CARDIOLOGY, PRIMARY CARE AND NUTRITION

Blogpost: Will this make my life better?

One of the best pieces of advise I was given when I was doing my residency was how to decide if a procedure or test was warranted. If I do this procedure, will the patient live longer or better? If yes is the answer to both, then proceed. If doing the test does not result in a longer life, it should at least add to the quality of life left. There are people that choose life over quality and they get to make that choice, but they still deserve to know the answer to both of the questions. We are taught that patients have autonomy in their medical decisions, but we all know that the decisions are only as good as the information presented. In other words, the decision is made on the information given, and the trust one has for the person giving the information.

600,000 plus people die each year from cardiovascular disease. Close to a million stents are deployed in patients arteries each year. Close to 200,000 coronary bypass procedures are done each year. Patients without symptoms of unstable angina, critical left main stenosis, or heart failure have no long term survival benefit from those procedures. Quality of life in asymptomatic patients cannot be improved with the procedures. If you don’t feel bad, it is hard to feel better. Therefore, many of the procedures are done because there “might be” a problem if they are not done. The risks of the procedures include a stroke, heart attack, death, vascular trauma, kidney failure, arrhythmias, pneumonia, and a shortened lifespan. Medications do not reverse cardiovascular disease. Most cardiovascular medications do have potential side effects.

So how do you decide if this test or procedure is the right route for you to go? How did you get to this decision point in the first place? Do you have chest pain or angina, are you experiencing a sudden decline in energy, have you had congestive heart failure or an acute myocardial infarction? If you answered yes, then perhaps further testing is warranted. Do you have a condition that makes the testing more dangerous? Are there risks of the tests? Perhaps most importantly, what will you do with the results of the tests? If nothing, then you should not do the tests. You deserve to get your questions answered to your satifaction. Another set of ears is also not a bad idea. (Bring a trusted person with you to the appointment.)

Are there other options to the tests or procedures? Does waiting hurt? What about nutrition? Thanks to people like Dr Caldwell Esselystn and Dr. Dean Ornish, there are viable options with minimal risks. They have demonstrated with stress testing and cardiac catheterization, reversal of cardiovascular disease through plant based nutrition. Is it quick? Yes, symptoms get better in a few weeks. Are there side effects? You may loose weight, have more energy, and less infections. Can you get better then go back to your old ways? Of course you can, and your disease progression will resume at the rate it was previously going. The invasive tests and procedures will always be there waiting should you decide delicious, colorful, nutritious food is not for you. Can you just change a little, like during the week and keep weekends for steak and cigars? Yes, and you will get a little bit better during the week and most likely a lot worse on the weekends. Will your quality of life be better with plant strong vegan nutrition? Yes because not only will your cardiovascular disease improve, but your joint pain, cancer risk, and diabetes risk will also improve.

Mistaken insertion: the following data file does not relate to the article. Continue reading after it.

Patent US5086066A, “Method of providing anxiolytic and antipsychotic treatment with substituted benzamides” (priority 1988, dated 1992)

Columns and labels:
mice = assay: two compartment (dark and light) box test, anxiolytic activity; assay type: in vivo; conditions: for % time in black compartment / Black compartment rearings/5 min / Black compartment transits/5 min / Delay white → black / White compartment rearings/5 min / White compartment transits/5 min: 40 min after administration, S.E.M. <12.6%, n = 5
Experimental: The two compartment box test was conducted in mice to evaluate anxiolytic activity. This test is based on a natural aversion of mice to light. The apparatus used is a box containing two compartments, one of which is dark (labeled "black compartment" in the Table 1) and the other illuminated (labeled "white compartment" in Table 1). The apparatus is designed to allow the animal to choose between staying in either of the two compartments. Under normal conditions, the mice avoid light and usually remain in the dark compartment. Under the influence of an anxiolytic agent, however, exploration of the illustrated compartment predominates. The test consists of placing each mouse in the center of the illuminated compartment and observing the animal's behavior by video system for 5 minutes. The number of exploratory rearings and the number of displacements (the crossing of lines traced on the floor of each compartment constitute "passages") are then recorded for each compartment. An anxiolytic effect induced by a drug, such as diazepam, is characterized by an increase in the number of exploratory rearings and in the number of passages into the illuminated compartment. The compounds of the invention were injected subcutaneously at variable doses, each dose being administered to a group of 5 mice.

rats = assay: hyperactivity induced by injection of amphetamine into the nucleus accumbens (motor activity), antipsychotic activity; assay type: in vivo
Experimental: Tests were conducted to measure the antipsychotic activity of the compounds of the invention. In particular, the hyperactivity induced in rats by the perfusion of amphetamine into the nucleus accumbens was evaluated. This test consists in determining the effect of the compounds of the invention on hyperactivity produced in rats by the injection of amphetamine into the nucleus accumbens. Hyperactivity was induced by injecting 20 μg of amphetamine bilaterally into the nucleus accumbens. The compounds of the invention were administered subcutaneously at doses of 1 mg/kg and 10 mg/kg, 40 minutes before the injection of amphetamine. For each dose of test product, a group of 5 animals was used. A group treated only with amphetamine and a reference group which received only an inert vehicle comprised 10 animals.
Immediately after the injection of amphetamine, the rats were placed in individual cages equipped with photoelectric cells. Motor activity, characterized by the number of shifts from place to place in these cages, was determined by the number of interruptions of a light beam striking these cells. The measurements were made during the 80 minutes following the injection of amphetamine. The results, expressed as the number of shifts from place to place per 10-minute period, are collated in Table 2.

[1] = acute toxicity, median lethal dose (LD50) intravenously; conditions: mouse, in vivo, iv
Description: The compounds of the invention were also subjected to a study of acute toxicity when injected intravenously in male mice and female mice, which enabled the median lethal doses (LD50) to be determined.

Most of us can avoid or reverse cardiovascular disease through plant strong vegan nutrition. There are no adverse risks. It should be in the conversation when ANY other test or procedure comes up for discussion. It is a viable alternative with many added benefits. It has made my family’s lives better, and we would love to make your life better and longer. Ask the question: will this make me live better or longer? My wish for you is a long and healthy life.

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